IRS & States Team up to Find Independent Contractors
The IRS and the states know how tempting it is to classify workers as Independent Contractors because of saved employment taxes.
That’s why Delaware and Wisconsin are targeting the construction industry with penalties of $1,000-$5,000 per violation.
Other states such as Indiana and Nevada and Ohio are starting to share information on misclassified workers and similar violations.
Expect your state to be watching you for misclassifying employees as Independent Contractors.
Determining a workers’s status depends on the facts that define both the entity and relationship of the entity to the worker at the time that the services are rendered.
Here are the two categories of workers that the IRS and states are focusing on:
Common Law Employee - Works for and performs services under the control of the entity that pays for the services.
Independent Contractor - An individual in business for him-/herself whose services are free of control from the entity paying for the services.
Employment taxes apply soley to employee wages. These include FITW, employee and employer FICA, and FUTA.
States may have SITW, SUI and disability.
A business normally is not required to withhold from payments to Independent Contractors, but there are exceptions in some states.
Classification of Employees vs Independent Contractors
Classification depends on the degree of control exercised by the entity. Evidence of control vs independence fall into 3 categories: behavioral control, financial control, and the relationship between the parties:Behavioral Control: Facts that indicate whether the entity has the right to direct and control how the worker does the task for which the worker is paid including the type and degree thereof.
- Instructions given to an employee: An employee is generally subject to the business' instructions about when, where, and how to work. Even if no instructions are given, sufficient behavioral control may exist if the employer has the right to control how the work is done.
- Training given to the worker: Although an employee may be trained to perform services in a particular way, Independent Contractors ordinarily use their own methods.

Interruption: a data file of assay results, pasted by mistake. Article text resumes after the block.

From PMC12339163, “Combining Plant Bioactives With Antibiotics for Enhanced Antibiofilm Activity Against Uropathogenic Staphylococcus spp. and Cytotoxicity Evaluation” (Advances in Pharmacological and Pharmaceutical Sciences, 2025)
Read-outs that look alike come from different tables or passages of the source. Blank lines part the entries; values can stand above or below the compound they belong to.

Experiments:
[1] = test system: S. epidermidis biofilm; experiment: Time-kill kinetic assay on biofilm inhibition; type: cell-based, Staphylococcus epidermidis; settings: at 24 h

Financial Control: Indications of the entity’s right to control the business aspects of the worker’s job include:
- Unreimbursed Business Expenses: Independent Contractors are more likely to have unreimbursed expenses than employees.
- The Worker's Investment: An Independent Contractor often has a significant investment in the “facilities” used to perform services for someone else, but this is not mandatory.
- To What Extent the Worker' Services are Available to Other Entities: Employees tend to work for a single business.
- How the Business Pays The Worker: An employee generally is paid by the hour, week, or month. An Independent Contractor usually is paid by the job, although in professions, such as law, Independent Contractors are paid an hourly rate and are nevertheless still Independent Contractors.
- The Extent in Which the Worker Can Realize a Profit or Incur a Loss: An Independent Contractor can make a profit or have a loss.
Type of Relationship: Facts that reveal the type of relationship between the entity and worker include:
- Written contracts describing the type of relationship the parties intend to create.
- Whether the entity offers the worker employee-type benefits-e.g., insurance, a pension plan, vacation pay, sick pay.
- Permanency of the relationship. Expecting a worker to stay with you indefinitely rather than for a specific project or period is generally evdidence of an employer-employee relationship.
- The extent to which the services performed by the worker are a key aspect of the entity’s regular business. If a worker’s services are a key aspect of the entity’s business activity, it is more likely that the entity has the right to direct and control those services, indicating an employer-employee relationship.
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For official IRS guidance, use Pub. 15-A. For related publications that give additional details, go to www.irs.gov and in the search box, type “employee vs. IC.” If you still don’t know if a worker is an employee, file Form SS-8 with the IRS to get a determination.